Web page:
On May 21, 2012, the Senate Committee on Armed Services released a disturbing report on the extent to which counterfeit electronic parts had infiltrated the U.S. defense supply chain. The report, which looked at just one part of the defense supply chain from 2009 to 2010, documented 1,800 cases of suspected counterfeit electronic parts being deployed on a wide range of weapons systems, including anti-submarine aircraft and helicopters, cargo planes, and missile defense systems such as the Terminal High-Altitude Missile Defense (THAAD) system. Regarding THAAD—a short- to intermediate-range missile defense system designed to shoot down ballistic missiles (think SCUDs in the Gulf War)—the investigation found that the mission computers that controlled the missiles contained suspected counterfeit memory devices, which if they failed while deployed would have comprised the entire missile defense system, placing the lives of U.S. service members (or even U.S. or foreign citizens) at risk.
The Senate’s report found that the overwhelming majority—at least 70 percent—of the suspected counterfeit parts originated in China. This conclusion was not surprising. While the Senate’s report was limited to assessing counterfeit electronic parts in the defense supply chain, a broader report by … Read the rest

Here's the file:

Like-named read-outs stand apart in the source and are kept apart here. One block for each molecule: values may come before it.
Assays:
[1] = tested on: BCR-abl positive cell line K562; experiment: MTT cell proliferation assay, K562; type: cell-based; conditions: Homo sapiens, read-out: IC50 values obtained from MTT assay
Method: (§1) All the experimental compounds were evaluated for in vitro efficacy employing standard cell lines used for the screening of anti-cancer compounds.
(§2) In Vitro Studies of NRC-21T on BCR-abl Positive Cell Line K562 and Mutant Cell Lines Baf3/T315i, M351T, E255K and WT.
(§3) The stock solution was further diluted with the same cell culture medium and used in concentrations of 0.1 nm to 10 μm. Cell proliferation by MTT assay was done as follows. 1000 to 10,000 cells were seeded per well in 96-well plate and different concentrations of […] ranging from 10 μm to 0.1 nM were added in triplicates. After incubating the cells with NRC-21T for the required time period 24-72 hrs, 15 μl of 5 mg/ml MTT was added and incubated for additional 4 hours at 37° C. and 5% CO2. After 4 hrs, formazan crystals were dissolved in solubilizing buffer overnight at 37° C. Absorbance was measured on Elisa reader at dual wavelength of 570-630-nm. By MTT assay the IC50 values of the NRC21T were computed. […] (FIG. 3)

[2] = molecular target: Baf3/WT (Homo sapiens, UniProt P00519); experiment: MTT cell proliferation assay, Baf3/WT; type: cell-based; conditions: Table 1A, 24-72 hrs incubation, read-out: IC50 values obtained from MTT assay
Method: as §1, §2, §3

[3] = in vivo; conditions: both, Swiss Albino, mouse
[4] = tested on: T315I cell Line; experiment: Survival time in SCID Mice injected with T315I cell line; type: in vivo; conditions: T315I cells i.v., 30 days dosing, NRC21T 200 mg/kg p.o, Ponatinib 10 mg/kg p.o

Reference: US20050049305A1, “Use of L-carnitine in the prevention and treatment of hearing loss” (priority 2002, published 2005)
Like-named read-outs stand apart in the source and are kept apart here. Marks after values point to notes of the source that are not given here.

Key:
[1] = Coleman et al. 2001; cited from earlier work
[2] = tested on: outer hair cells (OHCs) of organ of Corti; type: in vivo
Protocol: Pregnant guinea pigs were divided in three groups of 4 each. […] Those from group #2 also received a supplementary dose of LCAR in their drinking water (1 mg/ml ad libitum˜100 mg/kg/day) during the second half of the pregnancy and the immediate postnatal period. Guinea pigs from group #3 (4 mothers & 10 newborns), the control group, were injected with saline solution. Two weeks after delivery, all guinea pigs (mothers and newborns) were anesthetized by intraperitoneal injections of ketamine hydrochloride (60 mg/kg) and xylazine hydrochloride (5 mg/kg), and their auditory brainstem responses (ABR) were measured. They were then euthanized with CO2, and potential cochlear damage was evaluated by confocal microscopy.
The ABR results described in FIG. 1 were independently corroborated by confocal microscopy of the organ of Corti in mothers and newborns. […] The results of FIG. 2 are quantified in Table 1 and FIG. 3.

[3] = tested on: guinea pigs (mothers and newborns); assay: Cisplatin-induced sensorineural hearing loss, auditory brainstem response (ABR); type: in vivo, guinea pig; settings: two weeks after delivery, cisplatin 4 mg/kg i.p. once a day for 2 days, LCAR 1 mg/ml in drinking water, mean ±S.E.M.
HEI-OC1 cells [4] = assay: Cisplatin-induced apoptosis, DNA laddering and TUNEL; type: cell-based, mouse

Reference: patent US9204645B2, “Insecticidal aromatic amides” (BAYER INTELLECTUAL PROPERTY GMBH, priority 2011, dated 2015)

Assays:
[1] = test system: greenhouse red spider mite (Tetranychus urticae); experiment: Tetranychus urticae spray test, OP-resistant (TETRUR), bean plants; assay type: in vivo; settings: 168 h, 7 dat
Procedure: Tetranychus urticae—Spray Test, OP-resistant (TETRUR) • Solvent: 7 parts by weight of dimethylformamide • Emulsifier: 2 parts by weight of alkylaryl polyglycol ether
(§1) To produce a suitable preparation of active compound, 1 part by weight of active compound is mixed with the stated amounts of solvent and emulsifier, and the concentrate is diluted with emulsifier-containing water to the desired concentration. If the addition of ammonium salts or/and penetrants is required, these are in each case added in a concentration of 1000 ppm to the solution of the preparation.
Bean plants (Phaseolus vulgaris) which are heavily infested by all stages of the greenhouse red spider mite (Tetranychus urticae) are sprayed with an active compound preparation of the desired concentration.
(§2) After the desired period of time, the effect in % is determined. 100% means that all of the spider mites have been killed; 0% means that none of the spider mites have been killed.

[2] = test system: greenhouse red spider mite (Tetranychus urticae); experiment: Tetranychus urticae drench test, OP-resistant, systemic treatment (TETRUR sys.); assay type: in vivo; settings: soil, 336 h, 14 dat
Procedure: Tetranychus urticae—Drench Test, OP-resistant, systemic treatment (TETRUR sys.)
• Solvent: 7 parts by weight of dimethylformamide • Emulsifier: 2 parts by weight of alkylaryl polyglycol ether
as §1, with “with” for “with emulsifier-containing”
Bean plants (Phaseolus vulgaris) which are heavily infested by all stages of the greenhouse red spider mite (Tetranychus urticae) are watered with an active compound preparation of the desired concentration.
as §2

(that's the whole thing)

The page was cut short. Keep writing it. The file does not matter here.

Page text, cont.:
So, I want to do something new here that I haven’t done before: offer criticisms of a McKinsey Global Institute report. This is new for me because I have great respect for MGI’s work, including the work of colleagues Lenny Mendonca and James Manyika. But after reading their recent report, “Trading Myths: Addressing Misconceptions about Trade, Jobs, and Competitiveness,” I felt compelled to offer some thoughts on where they got it wrong.
First, their overall mission is not misguided. They point out important realities such as the developed world as a group being able to compete with the developing world when it comes to manufacturing; that services exports are growing in importance, that not all manufacturing jobs have been lost due to off shoring, and the pulling back from global trade engagement would be a mistake. I agree.
But even though I agree with these overall themes, the problem is that too many people will likely read the McKinsey report and come to exactly the wrong conclusion, especially about the United States. For it is one thing to compare a large group of developing countries, but the reality … Read the rest